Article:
What about the OSU secondary this season? We’ve got you covered with this “Breaking Down the Beavers” post focusing on Oregon State’s cornerbacks and safeties. At the moment, there appears to be some uncertainty at corner, while safety appears set, despite the loss of both last year’s starters. Scratch that, safety could be the Beavers’ strongest position in 2015. And could a JUCO transfer make the same kind of impact that Steven Nelson did for OSU?
Larry Scott (SR), Charles Okownko (SOPH), Chris Hayes (SOPH), Dwayne Williams (FR), Kendall Hill (JR), Devin Chappell (JR), Xavier Crawford (FR), and Naji Patrick (SR).
Justin Strong (SOPH), Cyril Noland-Lewis (JR), Brandon Arnold (SOPH), and Adam Soesman (FR).
Steven Nelson (drafted in 3rd round by Kansas City), Malcolm Marable (graduated), Dashon Hunt (retired due to health reasons), and Kevin Hayes (dismissed for violation of team rules).
Ryan Murphy (drafted in 7th round by Seattle) andTy Zimmerman (signed as a FA with Kansas City) — both of whom were multiple-year starters for the Beavers.
JUCO transfer Treston DeCloud; incoming freshmen Jay Irvine, Jalen Rakin Moore, Omar Hicks-Enu, and Shawn Wilson.
Having a senior in Scott helps balance out the inexperience at this position. Williams, Okownko, and Hayes all have potential, but have yet to line up in a game. DeCloud could provide an immediate boost to this unit and should compete for the starting job. And keep an eye on Chappell. The walk-on turned heads during spring ball.
Not to discount Murphy and Zimmerman’s contributions, but the combination Strong, Lewis, and Arnold, could be an improvement. The first two played quite a bit last season and performed well. They seemed to be everywhere and were sure tacklers, the latter of which Murphy and Zimmerman struggled with at times.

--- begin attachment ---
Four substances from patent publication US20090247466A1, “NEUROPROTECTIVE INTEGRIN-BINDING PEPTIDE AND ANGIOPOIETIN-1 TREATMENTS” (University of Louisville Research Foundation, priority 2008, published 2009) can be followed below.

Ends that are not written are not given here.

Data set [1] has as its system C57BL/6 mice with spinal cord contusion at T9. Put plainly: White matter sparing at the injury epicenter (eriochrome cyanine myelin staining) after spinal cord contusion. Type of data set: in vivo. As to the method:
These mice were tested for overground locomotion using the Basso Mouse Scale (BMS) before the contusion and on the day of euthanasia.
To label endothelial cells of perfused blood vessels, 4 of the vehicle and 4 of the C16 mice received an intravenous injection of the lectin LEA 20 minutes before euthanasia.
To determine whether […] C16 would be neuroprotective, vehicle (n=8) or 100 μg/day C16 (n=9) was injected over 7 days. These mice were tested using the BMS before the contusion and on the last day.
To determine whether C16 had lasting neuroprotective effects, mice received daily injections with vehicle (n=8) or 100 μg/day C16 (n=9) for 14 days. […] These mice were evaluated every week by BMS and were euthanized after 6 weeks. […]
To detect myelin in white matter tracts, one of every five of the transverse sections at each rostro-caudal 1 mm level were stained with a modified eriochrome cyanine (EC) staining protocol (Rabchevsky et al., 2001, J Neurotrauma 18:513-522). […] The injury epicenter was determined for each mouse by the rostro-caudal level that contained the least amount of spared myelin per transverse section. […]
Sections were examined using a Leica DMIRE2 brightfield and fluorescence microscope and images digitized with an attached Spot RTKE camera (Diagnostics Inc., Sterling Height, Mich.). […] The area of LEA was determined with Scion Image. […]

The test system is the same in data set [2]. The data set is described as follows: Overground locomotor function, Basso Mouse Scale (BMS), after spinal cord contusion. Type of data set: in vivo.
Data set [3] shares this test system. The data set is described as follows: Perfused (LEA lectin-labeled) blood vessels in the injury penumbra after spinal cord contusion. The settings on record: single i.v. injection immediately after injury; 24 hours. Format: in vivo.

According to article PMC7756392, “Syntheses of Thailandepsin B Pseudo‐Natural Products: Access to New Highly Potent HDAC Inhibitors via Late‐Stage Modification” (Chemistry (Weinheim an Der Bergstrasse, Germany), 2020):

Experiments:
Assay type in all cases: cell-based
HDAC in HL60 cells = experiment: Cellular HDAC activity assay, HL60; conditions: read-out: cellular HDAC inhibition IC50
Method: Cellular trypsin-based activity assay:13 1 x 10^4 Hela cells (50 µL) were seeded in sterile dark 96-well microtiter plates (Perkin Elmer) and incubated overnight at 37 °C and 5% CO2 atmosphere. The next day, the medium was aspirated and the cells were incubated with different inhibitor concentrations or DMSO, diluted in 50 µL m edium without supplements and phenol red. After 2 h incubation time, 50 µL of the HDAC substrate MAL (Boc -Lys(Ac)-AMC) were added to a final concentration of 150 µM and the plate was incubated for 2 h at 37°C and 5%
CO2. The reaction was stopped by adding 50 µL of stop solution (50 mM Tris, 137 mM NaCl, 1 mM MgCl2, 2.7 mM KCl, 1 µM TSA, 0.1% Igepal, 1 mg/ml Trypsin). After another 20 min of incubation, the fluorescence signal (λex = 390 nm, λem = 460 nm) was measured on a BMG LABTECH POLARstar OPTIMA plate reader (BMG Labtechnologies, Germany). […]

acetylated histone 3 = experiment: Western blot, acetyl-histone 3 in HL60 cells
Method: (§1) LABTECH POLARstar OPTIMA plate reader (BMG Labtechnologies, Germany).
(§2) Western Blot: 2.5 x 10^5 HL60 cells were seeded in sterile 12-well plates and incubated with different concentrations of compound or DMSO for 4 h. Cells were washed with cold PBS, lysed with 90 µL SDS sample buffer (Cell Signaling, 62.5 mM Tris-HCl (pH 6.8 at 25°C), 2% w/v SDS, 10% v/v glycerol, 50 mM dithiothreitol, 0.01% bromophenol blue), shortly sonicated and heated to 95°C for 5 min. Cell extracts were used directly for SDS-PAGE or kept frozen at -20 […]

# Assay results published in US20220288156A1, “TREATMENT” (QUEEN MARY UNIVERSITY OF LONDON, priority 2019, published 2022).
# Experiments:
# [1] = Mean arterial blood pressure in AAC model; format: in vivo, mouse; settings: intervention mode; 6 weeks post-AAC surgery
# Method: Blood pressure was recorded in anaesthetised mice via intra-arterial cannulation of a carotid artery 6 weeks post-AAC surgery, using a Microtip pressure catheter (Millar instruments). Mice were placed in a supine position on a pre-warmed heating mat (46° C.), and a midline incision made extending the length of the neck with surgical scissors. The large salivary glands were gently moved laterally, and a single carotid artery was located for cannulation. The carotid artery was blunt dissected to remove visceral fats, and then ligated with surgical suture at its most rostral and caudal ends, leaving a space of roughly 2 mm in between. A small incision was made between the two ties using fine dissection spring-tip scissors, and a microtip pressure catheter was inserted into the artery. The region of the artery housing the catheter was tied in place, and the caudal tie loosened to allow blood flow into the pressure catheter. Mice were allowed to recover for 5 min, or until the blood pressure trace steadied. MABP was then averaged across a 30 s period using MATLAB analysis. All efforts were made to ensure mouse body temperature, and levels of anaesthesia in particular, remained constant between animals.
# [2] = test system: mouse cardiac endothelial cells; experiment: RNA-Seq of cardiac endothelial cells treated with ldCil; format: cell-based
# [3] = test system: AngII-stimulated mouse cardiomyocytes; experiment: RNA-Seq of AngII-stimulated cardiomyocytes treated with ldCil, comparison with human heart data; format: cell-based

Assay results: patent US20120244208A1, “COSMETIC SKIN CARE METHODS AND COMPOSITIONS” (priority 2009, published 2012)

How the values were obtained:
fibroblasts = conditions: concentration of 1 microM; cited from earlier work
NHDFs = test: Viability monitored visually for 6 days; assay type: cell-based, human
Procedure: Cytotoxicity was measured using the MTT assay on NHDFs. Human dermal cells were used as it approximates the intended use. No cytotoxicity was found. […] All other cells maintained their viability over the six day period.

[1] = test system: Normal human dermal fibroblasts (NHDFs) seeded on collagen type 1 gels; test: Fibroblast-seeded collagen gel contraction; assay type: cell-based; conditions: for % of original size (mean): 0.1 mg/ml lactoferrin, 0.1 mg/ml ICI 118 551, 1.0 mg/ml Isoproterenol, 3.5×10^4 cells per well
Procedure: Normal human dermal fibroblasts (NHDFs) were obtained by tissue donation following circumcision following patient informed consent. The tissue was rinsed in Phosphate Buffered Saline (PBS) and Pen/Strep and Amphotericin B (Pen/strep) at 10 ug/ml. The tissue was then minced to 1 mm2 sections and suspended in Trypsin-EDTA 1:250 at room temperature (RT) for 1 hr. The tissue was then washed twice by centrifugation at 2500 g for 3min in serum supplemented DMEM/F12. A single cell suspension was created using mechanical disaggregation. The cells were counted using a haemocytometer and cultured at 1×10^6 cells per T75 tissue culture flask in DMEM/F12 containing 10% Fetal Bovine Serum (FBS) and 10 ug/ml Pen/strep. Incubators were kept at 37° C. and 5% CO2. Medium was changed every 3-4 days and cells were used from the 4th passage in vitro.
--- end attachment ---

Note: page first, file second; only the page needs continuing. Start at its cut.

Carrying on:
Is this unit ready to step up and handle facing Pac-12 offenses week in and out? Quarterbacks are going to go at the OSU corners, so they will need to have a short memory this season and hang in there during rough moments. And not that height matters, but this is not a tall unit, so bigger receivers could pose challenges.
Will the safeties be asked to do more than they can handle to help the corners this season? Could that put them in tough positions to make plays, either out of position or having to run down opponents? Other than that, I’m having hard time seeing how this unit doesn’t thrive. It has proven it can make plays and all players are year older.
Collectively, the OSU secondary should be pretty solid, if not strong this season. Yes, it only returns on starter from last season, but Strong and Noland-Lewis have plenty of experience. And If the front seven plays well, that will take pressure off the starter opposite Scott at corner. Either way, the Beavers shouldn’t have to worry too much about the secondary.
Go Beavs! (RW)